You don’t have to be a doctor to make a mark as a stage singer. But being one serves as your calling card to open the door of opportunity. I wonder if Dr Natashekar’s musical talent would have had such public exposure, if the singer had been a shop assistant, instead of an ENT specialist. He is known widely as doctor who also sings well.
Left-handed compliment, perhaps. Dr Natashekar doesn’t mind. He is a doctor first; music making is his spare time passion. Point is, Dr Natashekar is not competing with Sonu Nigam. “Singing is my hobby, and I am happy that it entertains others,”says the doctor, who leads a similarly talented group of local doctors. Styled as Geet Gatha Chal the doctors’ cultural group organises free concerts at Mysore’s Kalamandira. “We’ve been doing this since 2001,” says Dr Natashekar, adding that over this period Geet Gatha Chal has built a name for itself as a crowd-pulling music group. Inviting me to his next concert (Nov.9) Dr Natashekar suggested that I be at Kalamandira half-hour early.
I had gone to his clinic at Ramaswamy Circle with an ear complaint; and we started talking music on seeing a trophy with a photo of Mukesh on Dr Natashekar’s desk – ‘I got this for our ‘Mukesh Evening’ concert in August’. Dr Natashekar played to a packed house for three hours of vintage film songs credited to playback singer Mukesh.
Portraits of Dr Natashekar’s favourite trio – Mukesh, Rafi and Kishore – found space on the wall of his clinic. Outside, at the reception counter, I saw a photo of our doctor paying respect to Siddaganga Swami at Tumkur. To mark the swamiji’s 100th birthday celebrations Dr Natashekar brought out a CD of his rendering of Basavashwara’s Vachanas.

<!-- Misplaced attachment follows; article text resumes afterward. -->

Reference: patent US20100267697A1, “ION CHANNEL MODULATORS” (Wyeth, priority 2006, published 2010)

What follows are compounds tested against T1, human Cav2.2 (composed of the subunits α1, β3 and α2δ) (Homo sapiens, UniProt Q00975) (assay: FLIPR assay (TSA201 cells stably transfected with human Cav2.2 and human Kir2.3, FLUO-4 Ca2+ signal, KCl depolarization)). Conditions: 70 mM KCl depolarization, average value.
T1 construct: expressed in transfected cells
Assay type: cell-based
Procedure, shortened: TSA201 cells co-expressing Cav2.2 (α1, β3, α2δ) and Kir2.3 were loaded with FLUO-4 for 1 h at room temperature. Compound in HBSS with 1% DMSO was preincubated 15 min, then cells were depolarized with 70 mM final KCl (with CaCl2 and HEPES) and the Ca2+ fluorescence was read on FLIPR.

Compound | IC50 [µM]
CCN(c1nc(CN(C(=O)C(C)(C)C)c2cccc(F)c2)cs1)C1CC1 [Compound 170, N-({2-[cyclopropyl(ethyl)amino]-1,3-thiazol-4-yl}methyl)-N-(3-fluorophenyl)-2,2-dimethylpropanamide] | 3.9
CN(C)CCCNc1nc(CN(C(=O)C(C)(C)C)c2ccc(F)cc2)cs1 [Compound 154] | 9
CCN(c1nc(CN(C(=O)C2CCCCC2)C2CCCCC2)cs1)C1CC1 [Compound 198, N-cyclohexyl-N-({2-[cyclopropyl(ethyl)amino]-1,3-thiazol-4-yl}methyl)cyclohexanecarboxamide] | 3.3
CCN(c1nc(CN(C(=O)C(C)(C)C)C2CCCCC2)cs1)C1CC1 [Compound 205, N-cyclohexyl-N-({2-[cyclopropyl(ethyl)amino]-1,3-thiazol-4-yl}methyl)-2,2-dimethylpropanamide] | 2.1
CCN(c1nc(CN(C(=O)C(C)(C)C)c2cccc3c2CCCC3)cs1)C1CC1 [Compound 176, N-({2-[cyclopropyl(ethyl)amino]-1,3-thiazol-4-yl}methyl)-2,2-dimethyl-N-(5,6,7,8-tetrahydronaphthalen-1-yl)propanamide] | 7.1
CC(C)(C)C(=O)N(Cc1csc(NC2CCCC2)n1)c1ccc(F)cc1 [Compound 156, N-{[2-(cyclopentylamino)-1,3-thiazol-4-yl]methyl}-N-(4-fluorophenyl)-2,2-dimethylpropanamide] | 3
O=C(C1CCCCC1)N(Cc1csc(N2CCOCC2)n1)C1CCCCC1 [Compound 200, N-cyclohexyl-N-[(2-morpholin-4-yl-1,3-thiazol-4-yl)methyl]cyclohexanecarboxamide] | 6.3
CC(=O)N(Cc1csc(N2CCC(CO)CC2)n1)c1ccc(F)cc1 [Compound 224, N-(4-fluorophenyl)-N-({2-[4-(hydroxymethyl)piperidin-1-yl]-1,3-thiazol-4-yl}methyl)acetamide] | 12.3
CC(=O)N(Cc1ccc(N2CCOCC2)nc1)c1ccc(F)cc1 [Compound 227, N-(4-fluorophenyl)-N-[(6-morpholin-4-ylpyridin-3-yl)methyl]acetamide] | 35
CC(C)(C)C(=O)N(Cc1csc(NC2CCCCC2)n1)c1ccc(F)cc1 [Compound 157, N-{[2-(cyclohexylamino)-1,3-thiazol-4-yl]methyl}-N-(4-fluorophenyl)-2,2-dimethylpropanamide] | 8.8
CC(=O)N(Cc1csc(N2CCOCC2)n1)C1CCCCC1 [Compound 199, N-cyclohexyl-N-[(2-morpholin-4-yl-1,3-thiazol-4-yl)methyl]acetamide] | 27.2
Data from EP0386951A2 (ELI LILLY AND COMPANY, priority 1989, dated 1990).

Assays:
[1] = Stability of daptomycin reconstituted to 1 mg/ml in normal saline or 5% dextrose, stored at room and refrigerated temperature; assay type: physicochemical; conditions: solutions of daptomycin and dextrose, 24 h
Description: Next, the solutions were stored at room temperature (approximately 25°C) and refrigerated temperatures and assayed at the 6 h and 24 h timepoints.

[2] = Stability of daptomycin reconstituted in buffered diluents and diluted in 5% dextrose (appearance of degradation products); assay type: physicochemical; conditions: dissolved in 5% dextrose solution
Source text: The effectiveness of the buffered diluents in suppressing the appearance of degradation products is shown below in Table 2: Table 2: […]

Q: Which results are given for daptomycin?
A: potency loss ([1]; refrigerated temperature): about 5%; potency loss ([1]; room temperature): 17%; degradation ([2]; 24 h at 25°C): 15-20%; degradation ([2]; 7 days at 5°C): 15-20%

Geet Gatha Chal is Mysore’s own music group of the local medical fraternity that puts to public use their personal hobby. The group includes dermatologist P A Kushalappa, Dr A L Hemalatha, Dr Sneshasri and a few others. A one-of-its-kind cultural initiative that is worth emulating by talented professionals in other towns is not widely known beyond Mysore. Geet Gatha Chal doesn’t have a website.
Dr Natashekar, like most other professionals in Mysore, is not very coversant with Internet usage. He could do with some help and guidance from software professionals who admire Dr Natashekar’s music. A website of his group would surely spread public awareness about the good work done by this group; and help Geet gatha Chal network with interested individuals and groups wth flair for music.
Geet Gatha Chal can upload video-clips of their concerts on YouTube for the benefit of non-resident Mysoreans who admire their music. With a website of its own and YouTube exposure Dr Natashekar and his group could get sponsored for concert tours by NRI associations, notably, Kannada Sanghas in the US and other countries.
Meanwhile, Geet Gatha Chal could visit local welfare institutions such as orhanages and homes for the aged to entertain inmates. Spending time, an odd Sunday afternoon, with them could by a fulfilling experience for the music group. Dr Natashekar and his friends would do well to reach out to the folks who have neither the opportunity nor abiity to make it to Kalamandira.